And so we stop worrying about them, because they're doomed anyway and not always because of their own shortcoming. We didn't get what Hollywood was, looking down at it from the North and thinking there was nothing there beneath all that surface. The reader should not confuse the artist Tod Hackett with the author Nathanael West. Depression era Hollywood certainly seems less horrifying and, well, depressing than other books about the same time in other parts of America. This enhances the dark mood of the novel, painting a picture of hopelessness in a city built on hopes and dreams. It's interesting, in this sense. The abuse he has suffered at her hands as a result has turned him into a brat who is unrepentantly cruel to everyone, but most of all to Homer Simpson, who finally snaps during the book's final sequence after Adore throws a rock at him and stomps the boy to death, which causes the crowd outside the film premiere to tear him limb from limb as they riot.
Nobody can have such a low opinion of himself and not have something dangerous boiling up inside, we think, and we're right. Whether that's a good or bad thing, of course, depends entirely on you. In a city full of strangeness, the people inhabiting West's Hollywood novel seem sharp and current. Nathanael West This is a hard hitting novel set against the backdrop of the dirty thirties when desperate times showed us the very best and very worst of people. As well as Tod, there's a whole bunch of unfortunate characters pulled into this spotlighted charade, most notably - Faye a wa Depressing, crushing realization that the American dream isn't all it's cracked up to be, and that Hollywood glitz and glamour is just going to screw you up sooner or later. A somewhat less carefully formed novel than Miss Lonelyhearts, The Day of the Locust is nonetheless intensely fascinating and demonstrates West's incisive psychological and social probing. Homer Simpson Bear in mind that this was written before Matt Groening was even born.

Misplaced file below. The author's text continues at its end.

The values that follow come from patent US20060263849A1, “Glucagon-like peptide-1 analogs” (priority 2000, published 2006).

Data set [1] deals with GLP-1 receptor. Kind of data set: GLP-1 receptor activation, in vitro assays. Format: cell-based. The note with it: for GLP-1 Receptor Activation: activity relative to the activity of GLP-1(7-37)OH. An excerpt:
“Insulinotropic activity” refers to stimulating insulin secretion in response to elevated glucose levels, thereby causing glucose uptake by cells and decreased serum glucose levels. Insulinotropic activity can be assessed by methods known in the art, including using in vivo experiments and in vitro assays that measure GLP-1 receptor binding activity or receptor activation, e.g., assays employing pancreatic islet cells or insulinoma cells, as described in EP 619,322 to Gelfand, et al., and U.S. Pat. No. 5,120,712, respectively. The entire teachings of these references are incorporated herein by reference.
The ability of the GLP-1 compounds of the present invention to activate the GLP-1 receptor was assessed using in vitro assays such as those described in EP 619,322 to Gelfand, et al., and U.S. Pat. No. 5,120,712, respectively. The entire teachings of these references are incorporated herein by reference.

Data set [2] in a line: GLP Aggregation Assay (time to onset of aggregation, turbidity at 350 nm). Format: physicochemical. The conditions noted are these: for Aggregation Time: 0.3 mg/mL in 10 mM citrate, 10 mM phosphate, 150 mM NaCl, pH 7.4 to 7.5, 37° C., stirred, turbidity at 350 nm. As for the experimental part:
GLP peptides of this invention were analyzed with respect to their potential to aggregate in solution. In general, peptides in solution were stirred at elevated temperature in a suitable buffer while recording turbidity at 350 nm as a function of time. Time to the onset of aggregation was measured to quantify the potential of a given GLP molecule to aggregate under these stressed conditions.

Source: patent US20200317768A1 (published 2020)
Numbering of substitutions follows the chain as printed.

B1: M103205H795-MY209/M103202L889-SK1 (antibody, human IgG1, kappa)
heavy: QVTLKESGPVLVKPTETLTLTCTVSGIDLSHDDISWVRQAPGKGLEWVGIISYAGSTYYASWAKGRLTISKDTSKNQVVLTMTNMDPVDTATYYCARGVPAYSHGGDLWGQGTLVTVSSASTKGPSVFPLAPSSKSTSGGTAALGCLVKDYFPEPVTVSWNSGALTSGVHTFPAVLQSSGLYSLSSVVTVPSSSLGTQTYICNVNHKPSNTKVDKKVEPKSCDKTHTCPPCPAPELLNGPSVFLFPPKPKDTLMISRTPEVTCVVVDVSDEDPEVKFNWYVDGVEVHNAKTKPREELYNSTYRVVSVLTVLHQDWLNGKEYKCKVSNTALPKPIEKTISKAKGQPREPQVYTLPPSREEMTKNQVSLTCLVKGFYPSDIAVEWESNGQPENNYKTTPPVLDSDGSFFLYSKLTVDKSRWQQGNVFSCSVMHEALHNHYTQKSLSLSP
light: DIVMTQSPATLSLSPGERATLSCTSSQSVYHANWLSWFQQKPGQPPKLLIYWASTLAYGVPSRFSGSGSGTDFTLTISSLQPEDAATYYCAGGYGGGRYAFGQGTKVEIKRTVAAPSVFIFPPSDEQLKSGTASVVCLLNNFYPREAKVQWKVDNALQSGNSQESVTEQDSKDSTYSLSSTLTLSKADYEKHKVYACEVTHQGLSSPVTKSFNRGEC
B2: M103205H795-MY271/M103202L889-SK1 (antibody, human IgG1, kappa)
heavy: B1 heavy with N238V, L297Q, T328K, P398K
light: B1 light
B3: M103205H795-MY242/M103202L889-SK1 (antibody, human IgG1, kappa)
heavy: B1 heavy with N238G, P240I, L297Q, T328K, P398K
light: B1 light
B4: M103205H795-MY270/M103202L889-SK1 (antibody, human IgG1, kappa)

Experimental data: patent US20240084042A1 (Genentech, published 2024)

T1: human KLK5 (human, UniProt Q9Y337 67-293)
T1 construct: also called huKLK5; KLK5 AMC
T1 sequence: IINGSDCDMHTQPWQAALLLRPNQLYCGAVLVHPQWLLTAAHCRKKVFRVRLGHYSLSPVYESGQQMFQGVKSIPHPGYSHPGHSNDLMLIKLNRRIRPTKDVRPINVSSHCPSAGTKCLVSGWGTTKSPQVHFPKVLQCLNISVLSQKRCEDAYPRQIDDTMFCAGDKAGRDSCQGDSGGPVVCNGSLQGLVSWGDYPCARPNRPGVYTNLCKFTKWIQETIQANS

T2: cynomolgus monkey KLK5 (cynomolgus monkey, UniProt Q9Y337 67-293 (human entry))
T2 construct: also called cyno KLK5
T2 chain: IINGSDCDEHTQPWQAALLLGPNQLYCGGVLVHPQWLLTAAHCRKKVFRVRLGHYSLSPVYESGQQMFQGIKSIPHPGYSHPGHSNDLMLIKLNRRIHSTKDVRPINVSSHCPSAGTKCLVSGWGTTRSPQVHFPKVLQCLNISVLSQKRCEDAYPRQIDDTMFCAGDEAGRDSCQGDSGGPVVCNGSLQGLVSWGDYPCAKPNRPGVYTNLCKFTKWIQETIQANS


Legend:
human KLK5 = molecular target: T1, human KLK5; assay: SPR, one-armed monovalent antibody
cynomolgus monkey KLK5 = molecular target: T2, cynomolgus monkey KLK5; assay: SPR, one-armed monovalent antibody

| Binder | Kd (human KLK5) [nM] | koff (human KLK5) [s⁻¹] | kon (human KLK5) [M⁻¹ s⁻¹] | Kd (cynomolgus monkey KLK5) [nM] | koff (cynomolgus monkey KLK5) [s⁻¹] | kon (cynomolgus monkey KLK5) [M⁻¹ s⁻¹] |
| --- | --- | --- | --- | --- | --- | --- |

Their desire to startle was so eager and guileless. But one day, the dreams will end and the locusts will swarm and the whole fragile society will come crashing down. The highlights of this novel are in the parade of I had a hard time deciding to finish the book after the first mention of Tod Hackett's thoughts about the courage to rape a teenager but I forget. Maybelle Loomis and her son Adore are, perhaps, the most startling discoveries to the 21st century reader because raw foodies and stage moms have been around since 1939. Claude tries to counter Tod's arguments, but this just makes Tod angrier, and eventually the doctor he has telephoned is forced to sedate Tod. I suspect, from some of Faye's father's mannerisms, that he and Faye got up to the badger game a time or two.
I am afraid that Mr. The Hollywood metaphor's a great cliche. Sammy's is a story of hustle and flow, make and do and create. It is reality projected as fantasy. I re-read this for a recent book club and found myself appreciating it much more than I did back in college.
Yes, despite his appearance, he was really a very complicated young man with a whole set of personalities, one inside the other like a nest of Chinese boxes. The rest turns on your instinct. Tod is the protagonist, the straight man in this black comedy. Okay, that's enough procrastination for one night, or maybe even for a lifetime. Despite some sympathy for Tod's discomforts and much agreement with his analysis of the Hollywood world, West is critical of Tod.